Here Are The Documents Showing Massive Whistleblower Retaliation At Phoenix VA

Jonah Bennett | Contributor

Two high-level officials at the Phoenix VA medical center have completely escaped punishment for allegedly retaliating against whistleblowers who brought to light serious patient care problems.

Despite trying to keep the names of the retaliating officials quiet, the Department of Veterans Affairs now has a public relations nightmare on its hands, as the reports have emerged.

The internal investigations wrapped up 15 months ago. The evidence is in. Investigators substantiated definite retaliation and recommended disciplinary action against Dr. Darren Deering, the chief of staff at the Phoenix VA, as well as the facility’s associate director Lance Robinson, according to reports obtained by The Daily Caller News Foundation.

Deering retaliated against Dr. Katherine Mitchell, according to an Office of Accountability Review.

Following Dr. Mitchell’s disclosure of terrible patient care and nursing errors, nurses erupted in anger and submitted written complaints against her and refused to cooperate for patient care efforts. Deering was fully aware of this environment and dismissed Mitchell’s concerns out of hand simply because of the sheer number of nurse complaints, as well as the fact that Deering did not view her original disclosures as valid in the first place, according to the report.

Deering then reassigned Mitchell to get her away from the ensuing “malignant” situation in the emergency room, when in fact that malignant situation developed as backlash to Mitchell’s unwelcome disclosures. Instead of trying to fix the issues brought up by the disclosures, Deering put Mitchell in for an involuntary move to another area.

Mitchell was then placed on leave because she had allegedly accessed personal health information without proper authority. The OAR determined that the leave action was likely retaliatory because the VA failed to provide information on whether other employees, who similarly accessed patient records, were also disciplined. By all appearances, the report concludes, the VA likely singled Mitchell out for accessing the records because she acted as a whistleblower.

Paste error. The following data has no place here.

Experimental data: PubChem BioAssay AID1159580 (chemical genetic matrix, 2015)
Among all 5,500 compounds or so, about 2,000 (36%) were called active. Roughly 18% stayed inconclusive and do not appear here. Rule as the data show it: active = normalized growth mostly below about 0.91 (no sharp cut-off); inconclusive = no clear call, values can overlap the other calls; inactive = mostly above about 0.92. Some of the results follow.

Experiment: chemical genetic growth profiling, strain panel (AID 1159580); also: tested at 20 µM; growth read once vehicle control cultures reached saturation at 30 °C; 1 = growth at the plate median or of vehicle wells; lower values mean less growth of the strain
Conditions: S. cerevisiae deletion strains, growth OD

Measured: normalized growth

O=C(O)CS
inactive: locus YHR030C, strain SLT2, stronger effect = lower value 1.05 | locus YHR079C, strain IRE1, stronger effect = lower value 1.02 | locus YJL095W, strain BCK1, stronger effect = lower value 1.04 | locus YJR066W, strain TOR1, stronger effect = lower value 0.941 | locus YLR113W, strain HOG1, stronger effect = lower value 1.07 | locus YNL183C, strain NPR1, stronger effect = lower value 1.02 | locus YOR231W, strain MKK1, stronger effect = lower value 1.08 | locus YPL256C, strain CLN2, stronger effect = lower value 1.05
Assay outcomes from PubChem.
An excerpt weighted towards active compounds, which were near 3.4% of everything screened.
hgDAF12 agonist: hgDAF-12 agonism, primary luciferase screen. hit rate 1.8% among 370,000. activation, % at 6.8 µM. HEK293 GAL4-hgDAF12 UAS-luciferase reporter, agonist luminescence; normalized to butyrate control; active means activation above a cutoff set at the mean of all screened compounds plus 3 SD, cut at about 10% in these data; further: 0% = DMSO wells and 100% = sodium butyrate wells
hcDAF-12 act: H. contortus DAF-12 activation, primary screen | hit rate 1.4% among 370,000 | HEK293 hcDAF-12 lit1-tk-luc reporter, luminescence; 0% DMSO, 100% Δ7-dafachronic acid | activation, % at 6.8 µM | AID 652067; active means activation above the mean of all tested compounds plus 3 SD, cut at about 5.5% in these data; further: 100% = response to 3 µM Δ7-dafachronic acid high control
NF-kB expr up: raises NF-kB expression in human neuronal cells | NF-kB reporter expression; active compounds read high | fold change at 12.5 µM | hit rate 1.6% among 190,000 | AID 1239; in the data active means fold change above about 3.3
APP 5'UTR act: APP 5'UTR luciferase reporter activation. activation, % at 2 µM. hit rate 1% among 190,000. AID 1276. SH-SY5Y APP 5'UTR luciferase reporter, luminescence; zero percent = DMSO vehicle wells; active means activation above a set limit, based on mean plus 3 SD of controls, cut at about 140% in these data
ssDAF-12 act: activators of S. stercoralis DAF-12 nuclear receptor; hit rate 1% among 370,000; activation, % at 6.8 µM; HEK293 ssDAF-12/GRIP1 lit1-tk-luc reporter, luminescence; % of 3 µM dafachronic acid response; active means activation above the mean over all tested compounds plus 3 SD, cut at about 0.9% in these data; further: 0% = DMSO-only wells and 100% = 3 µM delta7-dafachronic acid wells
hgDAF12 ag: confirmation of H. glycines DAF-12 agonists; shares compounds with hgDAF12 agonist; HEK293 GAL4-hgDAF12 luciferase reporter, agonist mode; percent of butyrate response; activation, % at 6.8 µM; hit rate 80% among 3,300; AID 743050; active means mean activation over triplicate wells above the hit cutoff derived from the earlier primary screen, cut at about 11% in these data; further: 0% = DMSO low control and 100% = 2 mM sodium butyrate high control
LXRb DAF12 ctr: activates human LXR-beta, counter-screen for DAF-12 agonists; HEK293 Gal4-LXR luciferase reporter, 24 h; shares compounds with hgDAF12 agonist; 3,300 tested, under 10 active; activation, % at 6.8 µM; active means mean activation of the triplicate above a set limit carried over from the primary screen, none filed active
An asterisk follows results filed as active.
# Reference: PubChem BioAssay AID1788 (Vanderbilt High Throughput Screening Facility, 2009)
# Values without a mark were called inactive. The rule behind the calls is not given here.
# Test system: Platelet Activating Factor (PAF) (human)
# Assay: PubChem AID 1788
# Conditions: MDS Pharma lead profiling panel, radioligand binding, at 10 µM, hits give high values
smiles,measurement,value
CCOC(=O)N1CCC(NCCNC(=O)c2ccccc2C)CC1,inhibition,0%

In fact, she accessed the records because she was assigned with devising measures to reduce veteran suicides. To do so, she needed access to patient records to find out if there were any common patterns present in the data.

Notably, multiple Phoenix VA employees have inappropriately accessed the records of other whistleblowers, yet have not received any disciplinary action. In the case of Brandon Coleman, a whistleblower, Phoenix employees accessed his personal records three times, which Coleman considers harassment.

Deering isn’t the only official to engage in retaliatory actions. Lance Robinson, associate director at Phoenix, also retaliated against Paula Pedene, a public affairs officer, by stripping Pedene of job duties and reassigning her to a basement. As soon as Pedene blew the whistle, Robinson decided to select her for targeting, investigations later found.

The findings regarding Deering and Robinson have hit VA Secretary Robert McDonald’s desk.

Yet, 15 months later, the VA has not taken any disciplinary action whatsoever. Robinson has remained on paid leave since May 2014. Deering is still employed and untouched.

Lawmakers only found out about Deering’s activities recently, which is why the Senate Veterans’ Affairs Committee abruptly canceled his appearance at a Monday hearing.

“VA’s routine and pervasive refusal to seriously discipline employees who have engaged in proven incompetence, corruption and malfeasance is contributing to all of the department’s most serious problems,” GOP Rep. Jeff Miller, Chairman of the House Committee on Veterans’ Affairs, told The Daily Caller News Foundation in a statement. “In this case, the department’s own investigations determined more than a year ago that two high-level Phoenix VA Health Care System administrators retaliated against whistleblowers, yet incredibly VA still hasn’t disciplined these officials for their retaliatory behavior.”

Miller added that top-level officials almost certainly knew about the retaliation for over a year without firing or disciplining the two.

Although in the past, the VA has stated that it has avoided acting on disciplinary recommendations because it wants to wait for confirmation from the inspector general or Department of Justice, Deputy Secretary Sloan Gibson said at a recent hearing that the waiting is over.

Gibson told lawmakers that he, too, is frustrated at the slow pace and overly burdensome costs of disciplinary reviews. These reviews are notoriously lengthy and bureaucratic.

“We’ve waited too long, and we’re not going to do it again,” Gibson said at the hearing. “I’m not going to defer to the IG’s investigation or frankly, to a Department of Justice investigation, because I can’t be assured when it’s going to be completed.”

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Tags : department of veterans affairs jeff miller lance robinson phoenix robert mcdonald
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